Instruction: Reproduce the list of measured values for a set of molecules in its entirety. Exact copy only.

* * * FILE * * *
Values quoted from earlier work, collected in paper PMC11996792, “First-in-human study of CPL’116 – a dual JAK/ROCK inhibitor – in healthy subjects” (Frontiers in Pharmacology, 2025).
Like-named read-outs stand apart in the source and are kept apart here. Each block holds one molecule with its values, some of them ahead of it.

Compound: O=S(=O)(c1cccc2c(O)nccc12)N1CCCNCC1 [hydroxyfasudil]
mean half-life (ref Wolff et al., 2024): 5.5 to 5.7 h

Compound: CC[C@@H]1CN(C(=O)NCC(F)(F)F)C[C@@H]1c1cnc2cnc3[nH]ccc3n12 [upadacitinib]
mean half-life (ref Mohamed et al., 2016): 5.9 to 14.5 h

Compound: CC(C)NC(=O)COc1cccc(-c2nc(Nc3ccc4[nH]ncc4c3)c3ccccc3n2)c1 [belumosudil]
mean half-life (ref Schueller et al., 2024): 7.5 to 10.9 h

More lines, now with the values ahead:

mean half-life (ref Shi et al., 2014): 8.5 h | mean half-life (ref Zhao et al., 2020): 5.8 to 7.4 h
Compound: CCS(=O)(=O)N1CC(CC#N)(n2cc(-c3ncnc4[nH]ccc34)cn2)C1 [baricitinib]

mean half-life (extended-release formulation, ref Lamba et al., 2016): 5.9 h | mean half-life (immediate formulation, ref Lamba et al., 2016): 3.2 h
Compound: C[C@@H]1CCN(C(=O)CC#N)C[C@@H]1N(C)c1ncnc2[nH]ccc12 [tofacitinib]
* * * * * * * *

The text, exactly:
Values quoted from earlier work, collected in paper PMC11996792, “First-in-human study of CPL’116 – a dual JAK/ROCK inhibitor – in healthy subjects” (Frontiers in Pharmacology, 2025).
Like-named read-outs stand apart in the source and are kept apart here. Each block holds one molecule with its values, some of them ahead of it.

Compound: O=S(=O)(c1cccc2c(O)nccc12)N1CCCNCC1 [hydroxyfasudil]
mean half-life (ref Wolff et al., 2024): 5.5 to 5.7 h

Compound: CC[C@@H]1CN(C(=O)NCC(F)(F)F)C[C@@H]1c1cnc2cnc3[nH]ccc3n12 [upadacitinib]
mean half-life (ref Mohamed et al., 2016): 5.9 to 14.5 h

Compound: CC(C)NC(=O)COc1cccc(-c2nc(Nc3ccc4[nH]ncc4c3)c3ccccc3n2)c1 [belumosudil]
mean half-life (ref Schueller et al., 2024): 7.5 to 10.9 h

More lines, now with the values ahead:

mean half-life (ref Shi et al., 2014): 8.5 h | mean half-life (ref Zhao et al., 2020): 5.8 to 7.4 h
Compound: CCS(=O)(=O)N1CC(CC#N)(n2cc(-c3ncnc4[nH]ccc34)cn2)C1 [baricitinib]

mean half-life (extended-release formulation, ref Lamba et al., 2016): 5.9 h | mean half-life (immediate formulation, ref Lamba et al., 2016): 3.2 h
Compound: C[C@@H]1CCN(C(=O)CC#N)C[C@@H]1N(C)c1ncnc2[nH]ccc12 [tofacitinib]